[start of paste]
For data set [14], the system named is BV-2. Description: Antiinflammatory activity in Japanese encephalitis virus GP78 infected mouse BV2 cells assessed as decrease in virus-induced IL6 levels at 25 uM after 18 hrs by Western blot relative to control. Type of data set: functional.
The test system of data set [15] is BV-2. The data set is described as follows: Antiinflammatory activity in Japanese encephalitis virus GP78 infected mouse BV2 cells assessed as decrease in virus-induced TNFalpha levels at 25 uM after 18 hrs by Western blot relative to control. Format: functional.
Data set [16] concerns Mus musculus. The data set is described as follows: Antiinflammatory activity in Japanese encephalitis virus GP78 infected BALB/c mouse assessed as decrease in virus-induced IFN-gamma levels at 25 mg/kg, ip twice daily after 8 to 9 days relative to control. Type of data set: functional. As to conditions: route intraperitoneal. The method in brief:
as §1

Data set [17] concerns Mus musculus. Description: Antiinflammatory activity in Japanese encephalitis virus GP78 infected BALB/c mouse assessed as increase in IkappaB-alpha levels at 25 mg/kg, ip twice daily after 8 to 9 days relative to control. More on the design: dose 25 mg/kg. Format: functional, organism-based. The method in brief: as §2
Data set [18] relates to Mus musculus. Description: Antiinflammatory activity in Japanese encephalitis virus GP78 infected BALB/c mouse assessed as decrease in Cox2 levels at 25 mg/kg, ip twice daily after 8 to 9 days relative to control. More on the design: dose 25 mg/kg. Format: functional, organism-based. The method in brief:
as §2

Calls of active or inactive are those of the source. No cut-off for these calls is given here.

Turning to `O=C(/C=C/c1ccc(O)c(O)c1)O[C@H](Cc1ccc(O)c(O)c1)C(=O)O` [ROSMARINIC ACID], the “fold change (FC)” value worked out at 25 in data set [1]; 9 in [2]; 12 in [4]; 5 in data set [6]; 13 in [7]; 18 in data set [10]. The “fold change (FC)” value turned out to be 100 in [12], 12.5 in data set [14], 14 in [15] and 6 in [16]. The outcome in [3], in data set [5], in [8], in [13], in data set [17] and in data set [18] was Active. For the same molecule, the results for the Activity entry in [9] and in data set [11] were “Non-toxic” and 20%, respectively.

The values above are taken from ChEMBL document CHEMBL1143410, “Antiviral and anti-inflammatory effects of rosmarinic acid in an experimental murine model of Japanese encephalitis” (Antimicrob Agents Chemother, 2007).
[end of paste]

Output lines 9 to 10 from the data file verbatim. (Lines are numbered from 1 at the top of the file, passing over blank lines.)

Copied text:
Turning to `O=C(/C=C/c1ccc(O)c(O)c1)O[C@H](Cc1ccc(O)c(O)c1)C(=O)O` [ROSMARINIC ACID], the “fold change (FC)” value worked out at 25 in data set [1]; 9 in [2]; 12 in [4]; 5 in data set [6]; 13 in [7]; 18 in data set [10]. The “fold change (FC)” value turned out to be 100 in [12], 12.5 in data set [14], 14 in [15] and 6 in [16]. The outcome in [3], in data set [5], in [8], in [13], in data set [17] and in data set [18] was Active. For the same molecule, the results for the Activity entry in [9] and in data set [11] were “Non-toxic” and 20%, respectively.

The values above are taken from ChEMBL document CHEMBL1143410, “Antiviral and anti-inflammatory effects of rosmarinic acid in an experimental murine model of Japanese encephalitis” (Antimicrob Agents Chemother, 2007).